On 8 October 2013, during a meeting in Amsterdam, two new CEDA groups embarked on their mission to create information papers: one on adaptive management and one on environmental monitoring procedures.
The reason for this twin-birth is found in the ‘adaptive’ aspect: adaptive management is heavily dependent on good environmental monitoring, which in itself can be made in an adaptive way. Yet there is some much relevant information to be shared on environmental monitoring alone, that a separate working group is justified. Due to congruent scheduling optimal exchange is guaranteed. Both groups work the remit of the CEDA Environment Commission (CEC) and are chaired by CEC members.
The Working Group on Adaptive Management (WGAM), chaired by Gerard van Raalte, Royal Boskalis Westminster, the Netherlands will focus on how adaptive management can successfully be applied in dredging projects, and in environmentally sensitive dredging projects in particular.
“Dredging projects (including recurring maintenance campaigns) are often permitted with operational restrictions or regulations based on an assessment of the potential environmental effects,” said Mr van Raalte and continued: “In some cases strict thresholds might be applied to assure environmental performance with levels deemed to be acceptable. In other cases less clear environmental limits are specified: sometimes due to inability to fully appreciate and judge environmental conditions and potential project effects (increased uncertainty about effect on and responses by nature), sometimes for other reasons (sharing risks and responsibilities). (Note: effects can be both negative and positive).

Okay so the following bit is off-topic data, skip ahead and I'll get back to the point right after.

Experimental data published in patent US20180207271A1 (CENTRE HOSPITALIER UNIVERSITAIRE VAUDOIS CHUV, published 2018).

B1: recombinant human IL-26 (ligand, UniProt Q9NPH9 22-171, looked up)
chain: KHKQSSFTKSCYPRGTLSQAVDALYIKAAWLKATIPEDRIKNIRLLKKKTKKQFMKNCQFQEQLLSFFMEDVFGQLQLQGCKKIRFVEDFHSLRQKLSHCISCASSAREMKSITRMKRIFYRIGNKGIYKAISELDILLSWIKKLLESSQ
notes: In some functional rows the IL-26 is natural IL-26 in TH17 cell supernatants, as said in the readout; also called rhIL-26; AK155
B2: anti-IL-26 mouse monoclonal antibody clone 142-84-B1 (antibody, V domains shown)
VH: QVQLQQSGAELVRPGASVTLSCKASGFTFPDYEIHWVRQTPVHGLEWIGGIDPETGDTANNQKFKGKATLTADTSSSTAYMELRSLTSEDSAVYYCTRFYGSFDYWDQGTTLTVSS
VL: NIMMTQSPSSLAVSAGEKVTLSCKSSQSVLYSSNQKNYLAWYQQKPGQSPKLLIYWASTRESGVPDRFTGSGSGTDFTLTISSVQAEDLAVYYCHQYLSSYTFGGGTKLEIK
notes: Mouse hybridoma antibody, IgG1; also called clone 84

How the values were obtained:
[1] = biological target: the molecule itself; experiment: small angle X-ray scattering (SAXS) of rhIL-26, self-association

“In those cases with less clear requirements a sequence of monitoring, impact assessment and management actions might be implemented on a continuous or regular basis along the duration (and after) of the project. This sequence of activities is jointly understood as ‘adaptive management’, although interpretation and ways of implementation may differ considerably at different projects, and even with different stakeholders at one project.
“The working group aims to provide information on what the objectives of applying AM shall be, what circumstances define options for AM, which conditions need to be fulfilled by various stakeholders and how AM shall be governed during implementation of the project. Finally lessons learned will be presented, based on case histories of (successful) application.”
The Working Group on Environmental Monitoring Procedures (WGEMP), chaired by Dr. Ida Brøker, DHI, Denmark, has as its ambitious objective to answer questions about why, when, what and how monitoring is carried out. The group will produce a Position Paper.
Dr Brøker explained: “The position paper will include definitions of types of monitoring: baseline, compliance, feedback and long-term control monitoring. The paper will discuss how understanding of the physical environment is derived from specific monitoring and existing data and how environmental indicators, their threshold values and relevant response times of the system are used to define the optimal concept for monitoring which, in combination with use of predictive tools, supports planning and in some cases adaptive management of a dredging project. A flow chart will be developed which assists in process of defining the optimal monitoring program.
“Examples will be given of monitoring approaches for different types of projects in different environments, for instance in environments with clear water where turbidity is a key issue and in environments where spreading of pollution is the most critical aspect.”
The time frame for both groups is to deliver their views by November 2014.
Press Release, October 21, 2013